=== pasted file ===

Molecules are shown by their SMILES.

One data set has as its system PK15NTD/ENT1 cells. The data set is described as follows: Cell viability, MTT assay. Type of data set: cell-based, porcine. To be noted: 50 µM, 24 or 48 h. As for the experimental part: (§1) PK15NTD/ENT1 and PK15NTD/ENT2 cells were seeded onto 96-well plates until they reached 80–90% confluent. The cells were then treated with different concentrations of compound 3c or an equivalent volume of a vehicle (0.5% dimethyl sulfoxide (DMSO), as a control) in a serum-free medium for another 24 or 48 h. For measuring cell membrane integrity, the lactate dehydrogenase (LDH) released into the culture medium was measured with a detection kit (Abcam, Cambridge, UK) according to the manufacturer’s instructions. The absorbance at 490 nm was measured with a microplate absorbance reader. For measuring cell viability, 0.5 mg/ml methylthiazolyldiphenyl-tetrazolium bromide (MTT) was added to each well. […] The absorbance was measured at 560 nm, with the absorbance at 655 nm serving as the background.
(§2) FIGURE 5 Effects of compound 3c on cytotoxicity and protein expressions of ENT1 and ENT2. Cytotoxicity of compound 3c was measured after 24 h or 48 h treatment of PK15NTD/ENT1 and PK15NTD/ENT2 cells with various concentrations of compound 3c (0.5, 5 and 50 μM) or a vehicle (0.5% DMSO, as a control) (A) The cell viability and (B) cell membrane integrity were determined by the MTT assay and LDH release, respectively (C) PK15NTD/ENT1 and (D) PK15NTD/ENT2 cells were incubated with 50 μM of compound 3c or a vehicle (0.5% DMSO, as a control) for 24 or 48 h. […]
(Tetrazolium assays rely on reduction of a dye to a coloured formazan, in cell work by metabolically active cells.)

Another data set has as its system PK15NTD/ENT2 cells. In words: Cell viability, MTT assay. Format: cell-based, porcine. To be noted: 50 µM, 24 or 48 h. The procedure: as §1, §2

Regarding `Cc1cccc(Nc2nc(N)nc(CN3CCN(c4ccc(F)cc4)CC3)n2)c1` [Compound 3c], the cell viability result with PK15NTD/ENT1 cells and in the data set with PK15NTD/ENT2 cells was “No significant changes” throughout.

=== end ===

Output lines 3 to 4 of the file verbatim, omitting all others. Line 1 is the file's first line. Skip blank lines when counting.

(§2) FIGURE 5 Effects of compound 3c on cytotoxicity and protein expressions of ENT1 and ENT2. Cytotoxicity of compound 3c was measured after 24 h or 48 h treatment of PK15NTD/ENT1 and PK15NTD/ENT2 cells with various concentrations of compound 3c (0.5, 5 and 50 μM) or a vehicle (0.5% DMSO, as a control) (A) The cell viability and (B) cell membrane integrity were determined by the MTT assay and LDH release, respectively (C) PK15NTD/ENT1 and (D) PK15NTD/ENT2 cells were incubated with 50 μM of compound 3c or a vehicle (0.5% DMSO, as a control) for 24 or 48 h. […]
(Tetrazolium assays rely on reduction of a dye to a coloured formazan, in cell work by metabolically active cells.)